By Sue Pulvermacher-Alt, Former Educator
Can you guess America’s most-ordered ice cream flavor? It’s not butter pecan, and it’s not blueberry cheesecake, and it’s not mint chocolate chip. (These, however, are my most-ordered flavors….) A year-long study by GrubHub revealed that the most-ordered ice cream flavor in America is…(drum roll please)…vanilla.
My daughter’s “vanilla” was the Olsen twins. When she was young, she loved books that were in any way tied to Mary-Kate & Ashley Olsen. She is their age and in essence grew up with them. She wanted to know all about them, so she read everything she could that included these twins. My goal was to open her world to other flavors of strong female characters in books—Laura Ingalls Wilder’s Little House on the Prairie, Ramona Quimby’s adventures, Nancy Drew’s sleuthing, and all of the girls featured in the historical fiction of the American Girl series—to take her interest in girls like her and expand the horizon. I wanted to give her choices, knowing sometimes she would choose to come back to her favorite vanilla.
How can we help kids discover things they might be interested in but not even know it yet? We have Baskin-Robbins to thank for opening up the world of ice cream flavors (which by the way is now, nearly 70 years later, over 1,000 flavors). And we have tens of thousands of children’s books published every year. We know learner interest matters. When a topic connects to what students like to do, engagement deepens. (A great article on strategies for empowering student choice is here.)
Matching kids to books of interest is what great librarians have always done. But a librarian isn’t always there when a child finishes a book and begins looking for the next one.How can we introduce kids to titles that may be of interest to them? How can we easily (and safely) open new worlds of books for our students?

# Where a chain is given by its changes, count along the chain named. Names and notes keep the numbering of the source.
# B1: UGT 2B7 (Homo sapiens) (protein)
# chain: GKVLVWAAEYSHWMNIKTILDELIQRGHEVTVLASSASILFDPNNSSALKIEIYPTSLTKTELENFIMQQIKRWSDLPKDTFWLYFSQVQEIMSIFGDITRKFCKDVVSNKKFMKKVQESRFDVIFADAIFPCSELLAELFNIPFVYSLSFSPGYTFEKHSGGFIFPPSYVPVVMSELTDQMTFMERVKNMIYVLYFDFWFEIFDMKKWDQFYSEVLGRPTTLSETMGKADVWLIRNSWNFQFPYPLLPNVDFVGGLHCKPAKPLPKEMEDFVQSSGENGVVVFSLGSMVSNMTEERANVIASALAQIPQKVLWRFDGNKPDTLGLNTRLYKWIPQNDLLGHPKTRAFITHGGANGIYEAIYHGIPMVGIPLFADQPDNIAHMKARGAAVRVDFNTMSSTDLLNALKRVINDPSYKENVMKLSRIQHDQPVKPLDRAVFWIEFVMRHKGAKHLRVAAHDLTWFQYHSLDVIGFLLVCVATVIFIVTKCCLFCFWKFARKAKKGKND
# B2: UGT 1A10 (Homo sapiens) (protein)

At Renaissance, we believe the key is using learning analytics to inform suggestions, and then putting those suggestions right in front of students every day. Our database includes reading records for more than 10.7 million K–12 students from more than 36,000 schools worldwide. That means we have:
Data to know each student’s reading level so we know where they are on the spectrum of learning to read and reading to learn.
Data to differentiate by interest, enabling us to know what students care about and in turn choose to read.
Data on the grade level of each student so we can suggest books that are developmentally appropriate.
Data and research around target reading ranges so we can suggest a personalized range for reading success.
Data around what other kids, with similar characteristics, choose to read so we can make book suggestions based on kids like them.
When used together, this data allows us to offer each student personalized suggestions for the next book to read.
The “Top Books for You” shelf greets students each time they log in to Renaissance Accelerated Reader®. These suggestions complement what librarians do every day—get kids excited about the next book to read.
Whether books or ice cream, we want kids to know there are thousands of choices out there, and we want to encourage them to try new flavors now and then. My daughter expanded her reading interests and has grown up to become her own strong female character in her own story of life. When she has ice cream, she frequently chooses vanilla. And that’s perfectly fine.
“Eat Ice Cream. Read Books. Be Happy.” ― Carew Papritz
To learn more about Accelerated Reader 360, click here.
Sue has more than 25 years of experience in education-related endeavors. She taught middle and high school English for several years and then went into higher education publishing where she focused on teacher education.